2016 was a stellar year for actor Jeremy Sande.
There’s no way the young boy from Meridian, Mississippi – who indulged a passion for theater – could have guessed that someday, he’d be onstage at a Chris Daughtry concert, proposing marriage to his longtime girlfriend with help of his rocker friend.
He couldn’t have guessed he’d be playing Simon the Zealot in Tyler Perry’s “The Passion,” an elaborate live television show broadcast from the streets of New Orleans during the Easter season.
And there’s no way and could have known he’d be chillin’ on set with stars such as John Malkovich, or that he’d play a meaningful role as one of the men lost in the infamous accident depicted in the film “Deepwater Horizon.”
But all that eventually happened to the little boy, who turned 35 this year – and it’s been a mighty fine year.
The ball started rolling many years ago, when Sande unintentionally jumped head-first into performance.
“I started doing theater when I was 15,” he said. “It was a dare.”
His friends had challenged him to audition for a role as Prince Charming in a local “Cinderella” production. What started as a goof, though, ended up igniting a fuse.
“It started this primal passion for theater,” he said. “I just knew that’s what I wanted to do.”
After majoring in Musical Theatre at the University of Southern Mississippi and performing in more than 30 shows on community stages, Sande reached the inevitable crossroads all actors face: how to make a career of this.
That’s when he started attending film acting workshops, signed with a talent agency and began being cast in film shorts, on the television series “Nashville,” and in bit parts in feature films.
Then, he auditioned for Hollywood’s 2016 depiction of the Deepwater Horizon explosion and resulting oil spill that occurred off the Louisiana coast in 2010, leading to the deaths of 11 oil platform workers, the injury of 17 others, and the polluting of large portions of the waters off the coasts of Louisiana, Mississippi and Alabama coasts and well beyond. The film was released in October and is now appearing on the on-demand platform. DVD release is scheduled for this month.
Sande said he auditioned for a minor role as a character called “Roughneck No. 2,” but ended up being offered a much better role, as the real-life worker, Adam Weise, who perished in the accident.
Not only was the film a huge opportunity professionally, but it allowed Sande to give voice to one of the 11 hard-working, honorable men unnecessarily lost that day. Sande said he felt those men weren’t sufficiently honored throughout the media’s coverage of the disaster.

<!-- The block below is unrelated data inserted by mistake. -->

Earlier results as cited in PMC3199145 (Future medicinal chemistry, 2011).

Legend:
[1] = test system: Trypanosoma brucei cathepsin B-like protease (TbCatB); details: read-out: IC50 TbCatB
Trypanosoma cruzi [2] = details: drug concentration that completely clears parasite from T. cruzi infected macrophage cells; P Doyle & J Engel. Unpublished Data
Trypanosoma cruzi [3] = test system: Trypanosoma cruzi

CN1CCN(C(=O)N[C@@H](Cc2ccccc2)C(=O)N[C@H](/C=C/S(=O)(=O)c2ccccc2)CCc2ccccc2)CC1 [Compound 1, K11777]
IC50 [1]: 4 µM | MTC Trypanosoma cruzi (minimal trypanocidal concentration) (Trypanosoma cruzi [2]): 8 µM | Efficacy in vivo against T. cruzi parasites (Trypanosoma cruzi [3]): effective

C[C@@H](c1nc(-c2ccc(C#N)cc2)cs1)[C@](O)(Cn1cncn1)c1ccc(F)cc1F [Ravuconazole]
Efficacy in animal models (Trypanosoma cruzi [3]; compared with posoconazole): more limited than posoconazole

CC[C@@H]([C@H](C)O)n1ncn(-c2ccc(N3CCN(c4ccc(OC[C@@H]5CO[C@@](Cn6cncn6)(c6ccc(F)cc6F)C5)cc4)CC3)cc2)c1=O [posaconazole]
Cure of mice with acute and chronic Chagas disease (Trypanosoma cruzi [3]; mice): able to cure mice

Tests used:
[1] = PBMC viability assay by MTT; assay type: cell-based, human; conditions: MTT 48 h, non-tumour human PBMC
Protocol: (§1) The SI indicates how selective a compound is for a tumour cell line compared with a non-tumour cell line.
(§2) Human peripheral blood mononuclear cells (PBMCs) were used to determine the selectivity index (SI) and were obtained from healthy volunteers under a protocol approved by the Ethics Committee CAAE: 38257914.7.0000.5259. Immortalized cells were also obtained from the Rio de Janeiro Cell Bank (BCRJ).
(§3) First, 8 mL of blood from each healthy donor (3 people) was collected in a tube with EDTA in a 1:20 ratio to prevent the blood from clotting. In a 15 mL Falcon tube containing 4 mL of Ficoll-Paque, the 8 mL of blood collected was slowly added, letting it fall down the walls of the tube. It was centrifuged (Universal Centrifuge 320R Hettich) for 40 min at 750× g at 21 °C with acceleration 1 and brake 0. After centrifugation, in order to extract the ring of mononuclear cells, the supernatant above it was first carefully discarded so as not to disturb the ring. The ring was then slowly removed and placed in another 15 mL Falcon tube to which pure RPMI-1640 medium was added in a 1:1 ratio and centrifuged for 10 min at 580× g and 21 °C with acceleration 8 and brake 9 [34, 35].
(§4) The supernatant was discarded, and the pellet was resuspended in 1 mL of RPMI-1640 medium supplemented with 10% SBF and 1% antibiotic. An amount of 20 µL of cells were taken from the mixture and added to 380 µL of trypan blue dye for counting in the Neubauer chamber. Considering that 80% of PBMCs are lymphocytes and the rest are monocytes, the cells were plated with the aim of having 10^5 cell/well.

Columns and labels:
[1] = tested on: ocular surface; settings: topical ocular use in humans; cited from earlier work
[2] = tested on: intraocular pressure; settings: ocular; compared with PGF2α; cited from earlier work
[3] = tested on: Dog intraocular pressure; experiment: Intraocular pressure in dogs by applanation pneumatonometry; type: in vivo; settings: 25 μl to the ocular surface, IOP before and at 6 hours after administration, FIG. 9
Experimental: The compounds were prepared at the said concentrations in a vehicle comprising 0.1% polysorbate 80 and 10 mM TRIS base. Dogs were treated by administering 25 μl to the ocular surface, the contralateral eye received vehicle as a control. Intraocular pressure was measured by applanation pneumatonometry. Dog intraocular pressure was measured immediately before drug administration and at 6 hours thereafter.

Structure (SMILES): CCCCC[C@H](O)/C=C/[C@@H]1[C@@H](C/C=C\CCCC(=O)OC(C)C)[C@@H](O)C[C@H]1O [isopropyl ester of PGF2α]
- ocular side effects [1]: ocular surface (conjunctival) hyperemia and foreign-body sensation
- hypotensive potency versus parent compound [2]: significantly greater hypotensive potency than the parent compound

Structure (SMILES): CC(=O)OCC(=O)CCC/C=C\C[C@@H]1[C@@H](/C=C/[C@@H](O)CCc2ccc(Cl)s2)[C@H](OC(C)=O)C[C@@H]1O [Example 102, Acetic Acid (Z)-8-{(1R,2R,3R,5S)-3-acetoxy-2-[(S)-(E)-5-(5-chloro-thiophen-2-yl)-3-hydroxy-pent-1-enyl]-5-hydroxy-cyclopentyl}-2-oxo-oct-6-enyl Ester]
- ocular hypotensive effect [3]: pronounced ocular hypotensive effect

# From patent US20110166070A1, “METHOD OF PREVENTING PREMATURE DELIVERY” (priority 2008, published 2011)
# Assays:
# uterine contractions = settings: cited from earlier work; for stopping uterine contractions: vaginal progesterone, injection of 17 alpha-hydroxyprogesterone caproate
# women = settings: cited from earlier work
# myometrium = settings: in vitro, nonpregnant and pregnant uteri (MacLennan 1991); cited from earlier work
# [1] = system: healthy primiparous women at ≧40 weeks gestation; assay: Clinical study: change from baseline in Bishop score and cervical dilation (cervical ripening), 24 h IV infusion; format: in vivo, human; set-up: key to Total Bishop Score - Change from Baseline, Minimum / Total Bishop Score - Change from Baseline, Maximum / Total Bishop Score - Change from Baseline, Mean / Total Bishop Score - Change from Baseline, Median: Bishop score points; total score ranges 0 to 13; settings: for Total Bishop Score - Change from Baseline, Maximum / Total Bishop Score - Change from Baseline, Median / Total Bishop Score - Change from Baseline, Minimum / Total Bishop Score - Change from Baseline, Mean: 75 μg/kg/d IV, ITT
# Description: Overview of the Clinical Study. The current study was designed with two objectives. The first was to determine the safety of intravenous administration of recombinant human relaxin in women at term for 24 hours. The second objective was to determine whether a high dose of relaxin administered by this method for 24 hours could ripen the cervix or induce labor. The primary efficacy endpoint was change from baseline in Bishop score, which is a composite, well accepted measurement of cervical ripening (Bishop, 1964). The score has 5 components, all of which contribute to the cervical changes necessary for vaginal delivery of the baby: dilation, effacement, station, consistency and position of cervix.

“It’s surreal to … be solely responsible for the story of someone who is no longer here to tell. It has been really, really humbling,” he said.
Sande said he met and became acquaintances with Weise’s family members, and that those relationships have hit home in his understanding of the losses suffered during those dark days in the Gulf.
When Sande describes it, he sounds a bit amazed.
“They built an 85 percent to scale rig out at the old Six Flags,” he said, of the eastern New Orleans theme park, abandoned since it was flooded by Hurricane Katrina in 2005.
“We went on a week-long roughneck boot camp,” he said, explaining the actors were taught to understand what life was like on the oil platform. They used styrofoam movie props, but also handled the real deal, so they’d understand how the real tools felt in their hands.
“Attention to detail was so extreme,” he said.
One of the coolest moments was when Sande first encountered some of his fellow actors who are well-known celebs, such as Kurt Russell and John Malkovich, both of whom he describes as “abnormally cool.” It didn’t matter that they were big names; they were just people.
“Thank you for not stepping on my inner child’s toes,” he joked, about first meeting them.
Sande has definite opinions about the tragic events of the BP oil spill.
“Now, I am an advocate for the people working in the oil field. These guys are rock stars. It cost BP a lot of money, but money doesn’t replace human life,” he said, lamenting safety violations he said he believes
were driven by “corporate greed.”
The effects on the Gulf waters weren’t lost on Sande, but his focus remained on Weise’s death, which was lost in the event’s media coverage.
“Are we screwing up the environment? Completely,” he said. “But nothing should ever overshadow loss of life. The media used that (the environment) as their main driving point, instead of the loss of life,” Sande said.
Following “Deepwater Horizon” – which earned him a respectable paycheck after four months on set – Sande decided to take the plunge and move from Meridian to the epicenter of Hollywood South, the suburbs just outside New Orleans.
“Deepwater was my chance to jump. I said, “If you’re going to do it,
now’s the time.’”
Sande jumped again into the deep end when he proposed to his longtime girlfriend in October. Sherri Eakin, a fellow actor whom he’d met at his first film acting workshop years earlier, accepted his proposal in front of cheering fans.
“I’d gotten to be really good friends with Chris Daughtry,” Sande said, of his celebrity cast mate from “The Passion.” “The guy’s a rock star, but he’s a really, really sweet guy.”
He asked the singer if, at an upcoming show held in Biloxi at the end of October, he’d help Sande propose to Eakin in a dramatic way.
“Abso-frickin-loutely,” Daughtry said.
A quick Google search will find the video of the entire event, where Sande pretends to accidentally wander onstage between songs on Daughtry’s set, is introduced by the singer, and begins to read a poem that ends with a moment any couple could only dream of. Eakin climbs onstage to accept, and the audience applauds these veritable “rock stars” among the newly-betrothed.
“2016 has been like a dream,” Sande said, and rightfully so.